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I never understood why rails has javascript helpers at all. It just does not bring any value in the long run, just complicates stuff. Rails should be js libraries agnostic and not provide any js related helpers out of the box in my opinion.

I'm one of the (formerly) silent, happy masses who uses the default stack gleefully. Turbolinks is amazing, ujs is wonderful, and coffeescript is adequate until all the latest JS goodness is out for real. Make it so only the first page load happens as an HTML request, everything after that happens via ajax for a couple lines more code sprinkled throughout, and I still get the regular html fallbacks? Yes please.

I'm able to quickly make entire complex interaction flows happen smoothly and maintainably on a single page. Now, there's a point, where when you have to start maintaining the state of various widgets on the page with each other, it gets pretty iffy and its helpful to bust out React. But even then, it's actually usually quicker to prototype out the templates/api for the widgets using vanilla Rails.

The javascript helpers that Rails have are wonderful because they let me quickly build useful software for people, and the fact that they're idiomatically consistent with the Rails request/response setup (is it an html response, or a js one?) throughout projects and apps cuts out a ton of cost of me or other developers (some who'd never even used it before!) dropping back into code I've written later to efficiently change things. Not, "what's being used here? What's the api for that? how is this set up?" etc etc.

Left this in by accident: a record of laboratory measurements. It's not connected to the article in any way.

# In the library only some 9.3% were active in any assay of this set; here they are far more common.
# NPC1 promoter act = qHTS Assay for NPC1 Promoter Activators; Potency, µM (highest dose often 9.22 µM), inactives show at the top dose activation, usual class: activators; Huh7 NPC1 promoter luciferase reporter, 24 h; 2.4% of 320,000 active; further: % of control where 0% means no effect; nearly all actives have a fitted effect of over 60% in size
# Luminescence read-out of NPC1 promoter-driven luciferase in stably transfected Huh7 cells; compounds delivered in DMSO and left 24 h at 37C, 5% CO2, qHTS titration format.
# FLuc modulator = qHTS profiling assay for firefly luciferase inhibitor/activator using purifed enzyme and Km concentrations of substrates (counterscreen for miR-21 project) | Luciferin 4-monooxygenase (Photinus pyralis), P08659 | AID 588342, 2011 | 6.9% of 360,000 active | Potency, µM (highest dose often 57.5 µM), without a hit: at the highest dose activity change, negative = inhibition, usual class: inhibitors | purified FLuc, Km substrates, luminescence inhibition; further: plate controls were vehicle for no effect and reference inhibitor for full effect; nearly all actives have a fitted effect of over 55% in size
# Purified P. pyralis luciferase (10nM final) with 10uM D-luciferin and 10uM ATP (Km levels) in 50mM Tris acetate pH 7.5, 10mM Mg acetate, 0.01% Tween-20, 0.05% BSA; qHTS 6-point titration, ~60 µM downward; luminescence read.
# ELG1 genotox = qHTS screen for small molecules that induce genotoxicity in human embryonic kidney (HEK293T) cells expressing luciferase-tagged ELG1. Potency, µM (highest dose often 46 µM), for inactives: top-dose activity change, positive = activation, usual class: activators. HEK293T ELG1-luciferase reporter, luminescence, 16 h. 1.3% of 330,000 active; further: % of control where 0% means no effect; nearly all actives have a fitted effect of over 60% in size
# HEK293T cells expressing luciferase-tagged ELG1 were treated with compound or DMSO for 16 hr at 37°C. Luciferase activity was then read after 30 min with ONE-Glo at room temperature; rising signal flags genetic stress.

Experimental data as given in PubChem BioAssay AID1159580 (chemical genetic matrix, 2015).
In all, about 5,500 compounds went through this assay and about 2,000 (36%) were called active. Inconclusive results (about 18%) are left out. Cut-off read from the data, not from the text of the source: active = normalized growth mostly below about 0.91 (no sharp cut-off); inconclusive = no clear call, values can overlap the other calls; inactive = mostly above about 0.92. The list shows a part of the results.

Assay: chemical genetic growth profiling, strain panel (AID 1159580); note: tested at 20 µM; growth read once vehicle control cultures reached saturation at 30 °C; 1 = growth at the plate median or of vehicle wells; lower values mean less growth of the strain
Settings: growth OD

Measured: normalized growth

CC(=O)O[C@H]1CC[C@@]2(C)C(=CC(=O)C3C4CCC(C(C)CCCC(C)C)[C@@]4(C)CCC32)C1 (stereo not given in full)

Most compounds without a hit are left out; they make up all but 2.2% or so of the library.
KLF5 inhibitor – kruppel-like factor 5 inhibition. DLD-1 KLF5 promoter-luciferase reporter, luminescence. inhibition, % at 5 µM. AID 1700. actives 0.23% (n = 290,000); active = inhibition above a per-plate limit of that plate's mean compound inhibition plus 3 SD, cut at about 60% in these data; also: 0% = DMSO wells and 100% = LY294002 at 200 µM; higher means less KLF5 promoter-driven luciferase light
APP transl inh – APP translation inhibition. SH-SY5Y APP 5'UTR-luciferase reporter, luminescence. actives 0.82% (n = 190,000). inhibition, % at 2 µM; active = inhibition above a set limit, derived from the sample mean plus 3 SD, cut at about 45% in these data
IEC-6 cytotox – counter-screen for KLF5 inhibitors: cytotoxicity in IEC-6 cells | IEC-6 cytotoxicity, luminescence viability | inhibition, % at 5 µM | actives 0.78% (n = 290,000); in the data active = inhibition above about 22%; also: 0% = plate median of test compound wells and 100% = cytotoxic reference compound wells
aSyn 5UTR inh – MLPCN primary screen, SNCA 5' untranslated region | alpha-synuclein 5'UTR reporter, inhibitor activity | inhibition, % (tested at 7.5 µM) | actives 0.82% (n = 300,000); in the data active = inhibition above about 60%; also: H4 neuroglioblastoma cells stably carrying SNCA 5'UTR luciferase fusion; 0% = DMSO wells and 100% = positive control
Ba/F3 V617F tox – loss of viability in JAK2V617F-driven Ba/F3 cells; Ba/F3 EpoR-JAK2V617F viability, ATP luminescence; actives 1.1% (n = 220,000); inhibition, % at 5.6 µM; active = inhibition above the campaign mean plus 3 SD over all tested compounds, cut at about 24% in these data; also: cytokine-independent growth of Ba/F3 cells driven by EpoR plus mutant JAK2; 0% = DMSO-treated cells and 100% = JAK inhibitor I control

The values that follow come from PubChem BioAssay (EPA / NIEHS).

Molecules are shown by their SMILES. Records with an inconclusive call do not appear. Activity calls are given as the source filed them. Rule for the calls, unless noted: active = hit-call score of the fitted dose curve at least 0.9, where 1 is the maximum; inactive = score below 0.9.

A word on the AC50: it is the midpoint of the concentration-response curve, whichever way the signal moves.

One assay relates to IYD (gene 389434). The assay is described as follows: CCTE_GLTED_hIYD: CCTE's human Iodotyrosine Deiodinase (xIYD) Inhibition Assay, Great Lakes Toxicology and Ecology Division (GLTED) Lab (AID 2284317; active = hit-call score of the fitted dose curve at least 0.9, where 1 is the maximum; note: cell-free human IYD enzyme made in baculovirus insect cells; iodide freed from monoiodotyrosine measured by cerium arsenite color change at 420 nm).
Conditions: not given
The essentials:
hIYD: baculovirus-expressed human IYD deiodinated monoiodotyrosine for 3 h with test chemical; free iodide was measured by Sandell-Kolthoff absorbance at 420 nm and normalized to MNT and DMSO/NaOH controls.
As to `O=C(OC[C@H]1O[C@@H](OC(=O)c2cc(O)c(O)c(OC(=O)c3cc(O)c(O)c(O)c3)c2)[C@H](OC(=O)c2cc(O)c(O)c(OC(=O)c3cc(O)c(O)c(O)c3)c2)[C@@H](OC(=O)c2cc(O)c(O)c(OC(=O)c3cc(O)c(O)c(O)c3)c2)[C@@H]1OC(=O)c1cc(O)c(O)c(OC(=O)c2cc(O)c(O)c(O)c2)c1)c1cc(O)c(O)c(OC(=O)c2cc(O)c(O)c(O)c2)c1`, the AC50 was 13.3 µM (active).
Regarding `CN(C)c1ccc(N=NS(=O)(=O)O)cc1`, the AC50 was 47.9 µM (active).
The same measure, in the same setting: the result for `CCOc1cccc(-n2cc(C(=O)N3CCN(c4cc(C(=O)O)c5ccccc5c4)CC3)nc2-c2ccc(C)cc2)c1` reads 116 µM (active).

I've found that, across many projects with many people, in the long run, these JS helpers are amazingly helpful and clarifying. So I'm going to have to firmly - but respectfully - disagree with your opinion that Rails shouldn't include them, simply because your opinion doesn't provide an alternative that gives me better benefits than what's currently there. It just strikes me as though it will divert engineering on actual hard problems of value to a lot more of simply engineering for engineering's sake. I'm not saying I won't change my mind...I'm saying, show me something better, and let's talk!

You have to look at in context; Rails got started in ~2006, long before you could do everything in JS, and its purpose was to enable you to build a web app from top to bottom.

At a glance, I don't think you can really claim that the JS frontend world is mature or stable, so in the meantime muddling-along seems equally valid.

data-method is probably the biggest reason why. When your biggest auth library (Devise) makes logging out, one of the most common actions you'll add to an app after signing in, a DELETE request, then having a quick one-attribute means to provide that link is very valuable to have.

Concurred. I'd previously only used Rails for building out APIs to be used in combination with libraries/frameworks like React and Ember.js. I'm recently working on a full-stack Rails app that has frequent usage of "remote: true" and some JS magic for things to work "the Rails way". The Rails JS "magic" is sort of confusing/horrifying when actually working with it and I'm finding it the cause of mysterious bugs that are hard to debug. :/ Why they just didn't use AJAX for these remote forms, I don't know. But it's annoying to deal with.

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